Have you been to the farmers market lately? So many colors and varieties of winter squash are on display at ours right now. When I came home with the Kabocha squash I used for tacos a few weeks ago, the boy was disappointed it was not an acorn squash. So we’ve been getting acorn squash once a week, and I decided to use this week’s in a warm grain salad. I discovered quick cooking grains at Trader Joe’s recently and wanted to give the farro a try. I simmered it in water with a pinch of salt and splash of olive oil and it was ready in just 15 minutes — not bad! If you have regular farro, though, be sure to cook according to the package directions.

Squash Farro Salad | FoodieTots.com

Recipe: Squash Farro Salad

This warm grain salad can be made with barley or rice if you prefer. We used acorn squash, which is easier to peel after cooking. If you’d rather use butternut, peel and cube it before roasting. And cranberries add a nice color contrast, but golden raisins are equally tasty in a pinch!

Makes 4 servings

Ingredients:

  • 1 cup uncooked farro
  • 1/4 teaspoon salt
  • 1 teaspoon olive oil
  • 1 acorn squash
  • 1/3 cup dried cranberries or raisins
  • 2 tablespoons sunflower seeds

Dressing:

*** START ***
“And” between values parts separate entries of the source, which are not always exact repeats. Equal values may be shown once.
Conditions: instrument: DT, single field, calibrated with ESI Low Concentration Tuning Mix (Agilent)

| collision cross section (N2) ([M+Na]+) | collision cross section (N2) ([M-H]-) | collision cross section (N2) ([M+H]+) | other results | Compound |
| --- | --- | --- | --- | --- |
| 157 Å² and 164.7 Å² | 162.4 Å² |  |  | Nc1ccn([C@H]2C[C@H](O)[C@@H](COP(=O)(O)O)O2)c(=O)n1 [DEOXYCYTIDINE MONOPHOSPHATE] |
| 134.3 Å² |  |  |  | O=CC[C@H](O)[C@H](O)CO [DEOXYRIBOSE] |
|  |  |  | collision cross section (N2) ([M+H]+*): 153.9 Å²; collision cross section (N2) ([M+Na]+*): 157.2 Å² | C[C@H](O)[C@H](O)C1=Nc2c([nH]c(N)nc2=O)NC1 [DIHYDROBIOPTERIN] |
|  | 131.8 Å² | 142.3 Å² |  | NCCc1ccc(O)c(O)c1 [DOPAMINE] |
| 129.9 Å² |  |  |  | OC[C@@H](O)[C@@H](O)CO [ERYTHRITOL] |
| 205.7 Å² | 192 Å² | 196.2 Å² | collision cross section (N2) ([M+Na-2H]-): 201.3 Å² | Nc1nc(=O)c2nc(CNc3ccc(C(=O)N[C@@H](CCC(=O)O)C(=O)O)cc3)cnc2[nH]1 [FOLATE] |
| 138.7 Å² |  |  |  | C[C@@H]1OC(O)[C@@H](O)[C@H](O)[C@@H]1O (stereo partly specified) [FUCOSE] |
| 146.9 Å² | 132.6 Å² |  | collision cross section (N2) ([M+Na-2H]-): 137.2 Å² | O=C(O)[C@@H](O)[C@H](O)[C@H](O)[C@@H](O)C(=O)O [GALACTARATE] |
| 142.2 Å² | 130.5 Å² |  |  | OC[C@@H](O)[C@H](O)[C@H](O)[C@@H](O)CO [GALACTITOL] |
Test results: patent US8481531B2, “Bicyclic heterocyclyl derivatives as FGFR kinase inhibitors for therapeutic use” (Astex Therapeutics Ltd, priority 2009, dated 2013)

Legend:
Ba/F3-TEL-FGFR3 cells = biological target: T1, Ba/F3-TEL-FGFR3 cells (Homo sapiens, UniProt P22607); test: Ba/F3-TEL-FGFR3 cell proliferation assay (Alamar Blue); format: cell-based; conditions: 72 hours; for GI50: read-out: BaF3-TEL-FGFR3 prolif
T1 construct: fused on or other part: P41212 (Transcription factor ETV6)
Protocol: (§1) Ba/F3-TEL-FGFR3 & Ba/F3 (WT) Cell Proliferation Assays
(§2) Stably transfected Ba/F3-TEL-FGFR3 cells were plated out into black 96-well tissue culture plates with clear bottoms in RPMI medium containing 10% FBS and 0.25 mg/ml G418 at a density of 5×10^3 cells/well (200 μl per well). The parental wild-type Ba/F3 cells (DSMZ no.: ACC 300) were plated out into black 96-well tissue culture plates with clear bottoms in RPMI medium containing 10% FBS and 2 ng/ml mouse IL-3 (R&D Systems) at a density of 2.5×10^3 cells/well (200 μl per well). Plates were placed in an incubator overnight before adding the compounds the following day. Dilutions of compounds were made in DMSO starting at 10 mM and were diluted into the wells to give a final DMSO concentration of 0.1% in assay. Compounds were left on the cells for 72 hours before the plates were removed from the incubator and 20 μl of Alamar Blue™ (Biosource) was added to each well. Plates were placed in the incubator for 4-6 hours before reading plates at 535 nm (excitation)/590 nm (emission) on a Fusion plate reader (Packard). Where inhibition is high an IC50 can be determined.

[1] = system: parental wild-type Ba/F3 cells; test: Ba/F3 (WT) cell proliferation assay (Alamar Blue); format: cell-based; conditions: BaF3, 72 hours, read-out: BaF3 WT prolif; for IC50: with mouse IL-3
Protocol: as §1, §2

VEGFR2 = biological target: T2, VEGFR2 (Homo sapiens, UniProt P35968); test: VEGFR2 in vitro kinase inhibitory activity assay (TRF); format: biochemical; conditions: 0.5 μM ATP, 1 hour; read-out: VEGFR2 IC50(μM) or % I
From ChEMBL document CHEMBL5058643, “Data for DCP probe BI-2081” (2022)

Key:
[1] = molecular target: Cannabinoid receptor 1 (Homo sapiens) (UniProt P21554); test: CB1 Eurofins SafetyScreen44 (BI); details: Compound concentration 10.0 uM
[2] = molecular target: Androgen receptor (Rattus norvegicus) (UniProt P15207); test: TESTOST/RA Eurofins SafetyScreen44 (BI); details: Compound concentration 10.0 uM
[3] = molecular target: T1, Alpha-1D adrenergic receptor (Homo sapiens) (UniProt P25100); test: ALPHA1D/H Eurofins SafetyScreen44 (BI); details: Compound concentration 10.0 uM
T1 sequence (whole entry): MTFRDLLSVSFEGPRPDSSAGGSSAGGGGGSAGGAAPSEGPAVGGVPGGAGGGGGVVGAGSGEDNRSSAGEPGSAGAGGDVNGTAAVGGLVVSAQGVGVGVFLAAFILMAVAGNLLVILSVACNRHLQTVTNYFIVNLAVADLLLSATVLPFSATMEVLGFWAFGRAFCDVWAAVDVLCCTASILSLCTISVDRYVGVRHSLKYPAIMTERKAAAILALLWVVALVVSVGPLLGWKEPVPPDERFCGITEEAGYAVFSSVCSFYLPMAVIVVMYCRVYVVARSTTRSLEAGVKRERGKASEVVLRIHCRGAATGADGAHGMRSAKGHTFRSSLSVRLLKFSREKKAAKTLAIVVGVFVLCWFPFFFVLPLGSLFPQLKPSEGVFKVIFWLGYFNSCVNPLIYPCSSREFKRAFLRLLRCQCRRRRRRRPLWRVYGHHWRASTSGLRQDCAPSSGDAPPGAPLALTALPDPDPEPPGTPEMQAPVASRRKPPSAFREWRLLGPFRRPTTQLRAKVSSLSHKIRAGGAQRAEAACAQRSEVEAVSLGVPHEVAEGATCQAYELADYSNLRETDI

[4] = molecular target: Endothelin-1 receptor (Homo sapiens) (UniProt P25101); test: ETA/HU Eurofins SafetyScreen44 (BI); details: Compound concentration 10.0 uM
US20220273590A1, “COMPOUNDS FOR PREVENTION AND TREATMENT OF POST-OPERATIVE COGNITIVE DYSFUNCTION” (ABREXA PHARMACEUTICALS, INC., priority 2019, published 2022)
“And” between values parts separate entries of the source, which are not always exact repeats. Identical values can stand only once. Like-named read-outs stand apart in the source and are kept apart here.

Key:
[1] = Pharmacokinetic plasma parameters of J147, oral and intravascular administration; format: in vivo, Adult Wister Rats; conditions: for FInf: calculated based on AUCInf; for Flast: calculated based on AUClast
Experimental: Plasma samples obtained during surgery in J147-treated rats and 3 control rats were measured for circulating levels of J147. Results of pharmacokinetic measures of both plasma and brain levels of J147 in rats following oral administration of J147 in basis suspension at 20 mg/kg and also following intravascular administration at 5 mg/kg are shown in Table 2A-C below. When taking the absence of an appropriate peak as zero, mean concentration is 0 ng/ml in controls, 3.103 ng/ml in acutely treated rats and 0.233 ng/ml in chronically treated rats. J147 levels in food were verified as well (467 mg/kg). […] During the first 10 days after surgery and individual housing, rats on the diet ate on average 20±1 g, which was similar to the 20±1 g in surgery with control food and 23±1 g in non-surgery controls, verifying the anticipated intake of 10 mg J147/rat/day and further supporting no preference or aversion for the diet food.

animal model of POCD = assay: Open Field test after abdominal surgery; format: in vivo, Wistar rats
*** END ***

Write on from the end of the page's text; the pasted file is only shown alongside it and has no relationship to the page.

• 1 tablespoon maple syrup
  • 1 tablespoon champagne or cider vinegar
  • 1/4 teaspoon kosher salt
  • 3 tablespoons olive oil

Instructions:

1. Prepare farro according to package instructions. If using quick-cooking farro, place farro and two cups of water in a medium saucepan. Add 1/4 teaspoon salt and 1 teaspoon olive oil. Bring to a boil over high heat, then reduce to low, cover and simmer for 10 minutes. Turn off heat and let stand for another 5 minutes, then drain any excess water. Keep covered while preparing the remaining ingredients.

2. Preheat oven to 350 degrees. Cut acorn squash in half lengthwise and remove seeds. Place cut side down on a greased or parchment-lined baking sheet. Cook 25 to 30 minutes, until tender when pricked with a fork. Remove and let cool slightly before cutting off peel and cutting into small pieces.

3. In a small bowl, whisk together salt, maple syrup and vinegar. Drizzle olive oil, whisking until smooth. Set aside.